Stanek says the greatest factors that affect a coffee’s flavor profile are conditions associated with the farm, like the soil, climate, and elevation.
“The higher elevation you get, the more dense coffees become because the plant has to deal less with heat and pest issues,” Stanek said. “Because you’re higher on the mountain it’s cooler, which allows that bean to mature more properly and have higher density of sugars, which then creates a more complex coffee…That all plays a role in what that coffee tastes like.”
Processing is also a major factor in flavor according to Stanek. One factor is how and if the beans are washed and dried, which affects sugars present on the bean—which affect flavor.
Stanek says buying coffee fresh is a must when it comes to preserving all of the “delicious, delicate” flavors that the Roastery strives to emphasize.
“Store bought coffee is going to be roasted, at minimum, a month ago if it’s just the big brands. It could be even longer. We’re the only place that roasts coffee locally. Additionally, we just think that we roast good coffee. We like to think that we know what we’re doing. We’ve been around for over 20 years so we have a lot of experience when it comes to roasting coffee,” says Stanek.
“There really isn’t anything wrong with getting your coffee from the super market,” Herriott said. “But if you care about quality and freshness then you should go to the source. We roast coffee daily so you know the coffee is fresh and not stale. Plus, we will be able to help guide you to one you will like and hopefully a new coffee to try.”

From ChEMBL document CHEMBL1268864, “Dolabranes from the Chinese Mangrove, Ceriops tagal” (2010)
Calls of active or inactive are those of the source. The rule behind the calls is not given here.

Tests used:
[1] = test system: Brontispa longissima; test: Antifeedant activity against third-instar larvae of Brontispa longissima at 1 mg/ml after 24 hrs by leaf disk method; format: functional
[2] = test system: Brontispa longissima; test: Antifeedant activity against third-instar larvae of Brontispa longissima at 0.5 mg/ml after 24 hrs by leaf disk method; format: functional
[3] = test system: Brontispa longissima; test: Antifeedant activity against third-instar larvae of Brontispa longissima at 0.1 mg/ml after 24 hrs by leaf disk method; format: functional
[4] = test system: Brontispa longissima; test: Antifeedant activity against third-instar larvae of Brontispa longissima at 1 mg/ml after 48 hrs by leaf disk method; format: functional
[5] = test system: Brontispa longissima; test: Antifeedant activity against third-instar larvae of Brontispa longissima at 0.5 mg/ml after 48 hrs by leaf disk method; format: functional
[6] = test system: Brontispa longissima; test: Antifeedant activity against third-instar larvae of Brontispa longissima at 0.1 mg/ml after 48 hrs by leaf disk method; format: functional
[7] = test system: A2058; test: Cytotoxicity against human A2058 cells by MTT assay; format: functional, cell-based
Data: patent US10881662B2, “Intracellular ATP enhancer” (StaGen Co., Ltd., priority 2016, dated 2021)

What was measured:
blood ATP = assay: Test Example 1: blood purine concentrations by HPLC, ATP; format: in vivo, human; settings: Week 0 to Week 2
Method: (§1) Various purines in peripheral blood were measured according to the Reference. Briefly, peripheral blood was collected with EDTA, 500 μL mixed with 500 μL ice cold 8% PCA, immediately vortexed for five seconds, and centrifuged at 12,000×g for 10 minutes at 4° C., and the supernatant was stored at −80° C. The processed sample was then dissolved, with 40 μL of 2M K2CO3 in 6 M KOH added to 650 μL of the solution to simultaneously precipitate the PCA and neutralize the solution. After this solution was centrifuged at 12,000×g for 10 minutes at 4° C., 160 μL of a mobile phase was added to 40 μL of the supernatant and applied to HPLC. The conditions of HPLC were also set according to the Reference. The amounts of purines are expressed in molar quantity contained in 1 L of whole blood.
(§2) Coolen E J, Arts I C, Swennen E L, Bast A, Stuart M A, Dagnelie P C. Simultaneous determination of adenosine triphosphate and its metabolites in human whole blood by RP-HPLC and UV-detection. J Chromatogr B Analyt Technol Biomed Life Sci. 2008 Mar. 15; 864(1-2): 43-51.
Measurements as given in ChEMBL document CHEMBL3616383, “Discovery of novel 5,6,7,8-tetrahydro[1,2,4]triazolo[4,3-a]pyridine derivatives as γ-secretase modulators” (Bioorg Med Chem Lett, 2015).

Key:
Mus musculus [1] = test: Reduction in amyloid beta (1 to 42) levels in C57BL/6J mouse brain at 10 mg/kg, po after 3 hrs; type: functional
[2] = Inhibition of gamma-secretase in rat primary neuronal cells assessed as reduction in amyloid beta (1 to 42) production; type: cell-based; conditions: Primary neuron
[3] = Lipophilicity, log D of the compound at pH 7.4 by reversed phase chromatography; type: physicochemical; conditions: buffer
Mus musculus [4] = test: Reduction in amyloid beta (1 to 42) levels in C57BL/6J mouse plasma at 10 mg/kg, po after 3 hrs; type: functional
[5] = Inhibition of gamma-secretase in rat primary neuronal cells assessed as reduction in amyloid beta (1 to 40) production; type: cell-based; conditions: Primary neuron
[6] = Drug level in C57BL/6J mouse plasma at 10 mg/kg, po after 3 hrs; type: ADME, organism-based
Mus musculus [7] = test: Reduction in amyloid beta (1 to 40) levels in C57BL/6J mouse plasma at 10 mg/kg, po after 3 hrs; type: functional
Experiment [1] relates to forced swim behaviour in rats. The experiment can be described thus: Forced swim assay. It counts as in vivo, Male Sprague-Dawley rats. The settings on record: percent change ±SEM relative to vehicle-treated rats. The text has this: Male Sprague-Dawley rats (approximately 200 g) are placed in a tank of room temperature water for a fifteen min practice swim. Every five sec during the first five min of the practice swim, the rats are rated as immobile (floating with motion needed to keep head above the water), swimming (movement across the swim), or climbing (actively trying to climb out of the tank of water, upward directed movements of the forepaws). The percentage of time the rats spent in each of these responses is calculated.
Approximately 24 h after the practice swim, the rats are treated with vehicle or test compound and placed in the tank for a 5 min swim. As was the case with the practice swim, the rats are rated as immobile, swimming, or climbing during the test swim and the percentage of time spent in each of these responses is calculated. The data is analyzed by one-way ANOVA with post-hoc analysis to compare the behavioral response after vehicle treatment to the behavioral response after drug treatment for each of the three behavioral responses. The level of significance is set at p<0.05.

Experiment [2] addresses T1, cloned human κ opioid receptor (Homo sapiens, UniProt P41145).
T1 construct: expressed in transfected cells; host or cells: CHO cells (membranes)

The roastery’s coffees are chosen based off more than just what the proprietors think tastes good or what is selling. Both Herriott and Stanek have personally travelled to multiple source farms to get to know farmers.
“One of the big things we want to do is to make sure we know who we are buying from,” Herriott said. “It has taken me to places like Colombia, Uganda, Ethiopia, and Nicaragua. Coffee has taken me places I normally would not even think of going, which is pretty cool. I get to see a side of the world most people don’t.”
The Herriotts have been active business operators in the Champaign-Urbana area for almost 70 years. They try to make a positive impact in the community through things like their work with Misericordia in Chicago.
“They are an organization that works with adults with developmental disabilities. We have a coffee program with Misericordia where we hire their residents to package our wholesale orders for our Chicagoland accounts,” says Herriott.
But for residents closer to the Champaign area, Columbia Street Roastery is just a good place for coffee.
“It’s really cool. It’s like they’ve got a coffee for every taste out there. I think whatever mood you’re in, or whatever you’re in the mood for, they’ve got a coffee that will be what you’re looking for,” says James, a local Parkland student who attended the palate training event.
Overall, Herriott says it’s great to come to the events to build upon a passion if nothing else.
“It’s always fun to try new things and expand your horizons,” Herriott said. “Everyone geeks out on something, video games, sports, wines, whatever…If you like coffee even a little bit, it’s fun to geek out with us and gain an appreciation for everything that goes into making it.”